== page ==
Excess Hollywood: “The Comedy” springs the irony trap
- Dec. 2, 2012
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The Comedy is an aggressively bleak, covertly hilarious showcase for ironic detachment taken to near-sociopathic extremes.
Swanson (Tim Heidecker), a slovenly Williamsburg hipster, spends his days in a fugue of entitled indifference, waiting to claim the balance of his inheritance from his ailing millionaire father. The movie, which follows Heidecker’s character and his merry band of trust-funded pranksters as they amuse themselves with crude and increasingly humiliating escapades, is an exercise in relatively aimless misanthropy that nevertheless contains moments of bruising insight on a culture numbed by the twin opiates of irony and soulless self-indulgence.
We watch as Swanson lurches from his houseboat to the streets of Williamsburg, clad in alarmingly short pants and fashionable sunglasses, inserting himself into other people’s lives and generally reveling in his own awkward audacity, especially when the situations turn confrontational. This is a man who delights in bringing out the worst in people, especially those he views as his social inferiors. For example, he walks into an inner-city bar and, just to see the bartender’s reaction, demands that they hire him on the basis that he’ll attract more affluent white customers. During a pseudo-philosophical conversation with a girl at a party, he praises Hitler’s skills as a public speaker and later introduces himself to another girl by attempting to convince her that he’s a convicted rapist.
So, why spend 90 minutes trapped with such a pathetic, hateful character? Mostly because Heidecker, one half of Tim and Eric, the transgressive comedy duo behind cult TV hits “Tim and Eric Awesome Show, Great Job!” and “Tom Goes to the Mayor,” makes Swanson such a compulsively watchable pile of human wreckage. His deadpan delivery and knack for physical slapstick, honed to an absurdist point after years of touring with the “Awesome Show” cast, exaggerate Swanson’s repulsive behavior without ever taking the edge off.
Eric Wareheim, Heidecker’s regular collaborator, also appears as the hairiest member of Swanson’s posse of man-children. Like the rest of “The Comedy,” their scenes together were largely improvised and carry the same inspired grotesquerie they brought to their “Billion Dollar Movie” earlier this year. Standout sequences include a church invasion, a taxicab sing-along session and a pornographic vacation slideshow. Yet these moments of relative levity are offset by some genuinely disturbing material, especially a much-discussed scene where a character has a seizure while Swanson looks on with baleful disinterest.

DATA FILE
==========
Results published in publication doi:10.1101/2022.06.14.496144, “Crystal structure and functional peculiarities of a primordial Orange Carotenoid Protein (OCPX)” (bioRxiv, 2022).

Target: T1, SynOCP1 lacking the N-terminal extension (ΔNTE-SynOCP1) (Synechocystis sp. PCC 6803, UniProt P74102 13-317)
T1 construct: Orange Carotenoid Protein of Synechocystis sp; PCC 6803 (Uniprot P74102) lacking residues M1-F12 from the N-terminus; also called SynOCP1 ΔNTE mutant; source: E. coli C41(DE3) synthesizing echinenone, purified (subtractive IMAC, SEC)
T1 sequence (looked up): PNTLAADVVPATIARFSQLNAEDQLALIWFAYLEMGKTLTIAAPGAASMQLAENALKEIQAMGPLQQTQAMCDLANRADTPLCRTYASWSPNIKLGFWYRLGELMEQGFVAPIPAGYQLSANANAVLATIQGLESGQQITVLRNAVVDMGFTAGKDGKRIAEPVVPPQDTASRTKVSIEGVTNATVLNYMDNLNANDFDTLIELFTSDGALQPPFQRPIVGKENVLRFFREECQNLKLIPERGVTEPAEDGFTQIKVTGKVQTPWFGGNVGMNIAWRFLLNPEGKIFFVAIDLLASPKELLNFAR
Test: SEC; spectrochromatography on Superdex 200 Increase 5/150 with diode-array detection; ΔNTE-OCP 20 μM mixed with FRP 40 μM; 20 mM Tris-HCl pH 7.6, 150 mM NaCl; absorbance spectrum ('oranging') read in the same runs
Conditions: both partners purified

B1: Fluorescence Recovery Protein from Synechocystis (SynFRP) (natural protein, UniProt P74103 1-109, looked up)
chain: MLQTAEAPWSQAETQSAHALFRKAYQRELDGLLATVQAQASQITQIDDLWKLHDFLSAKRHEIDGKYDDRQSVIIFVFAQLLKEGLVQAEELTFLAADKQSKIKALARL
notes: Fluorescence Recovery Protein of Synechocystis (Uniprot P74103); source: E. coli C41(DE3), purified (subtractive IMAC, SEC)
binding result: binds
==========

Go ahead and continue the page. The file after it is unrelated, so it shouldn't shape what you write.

Critical reaction to “The Comedy” has been decidedly mixed so far, with many saying it embodies the very excesses it seeks to condemn. The film allegedly set a record for walkouts at this year’s Sundance Film Festival by audiences who were either unfamiliar with Heidecker and Wareheim’s previous work or taken in by the on-the-nose title.
Yet I’ll defend director Rick Alverson’s movie as a daring example of black comedy, where laughter is mined from pain and, in some cases, a degree of self-recognition. Tim and Eric, along with their mentor Bob Odenkirk and fellow comedians like Louis C.K., are often accused of finishing what Andy Kaufman supposedly started: the death of traditional comedy at the hands of subversive, discomfort-laden “anti-humor.” Here, they acknowledge their role in changing the art form and warn against the nihilistic isolation of extreme hipsterdom by actively engaging in it.
Or something like that. Frankly, humor is such a subjective pursuit that it’s pointless to risk over-analyzing it. “The Comedy” is a deeply unsettling character study of a man seemingly beyond the help of a narrative contrivance like redemption, but I’ll admit it made me laugh hard and often. Tim and Eric fans, I hope you know what you’re in for.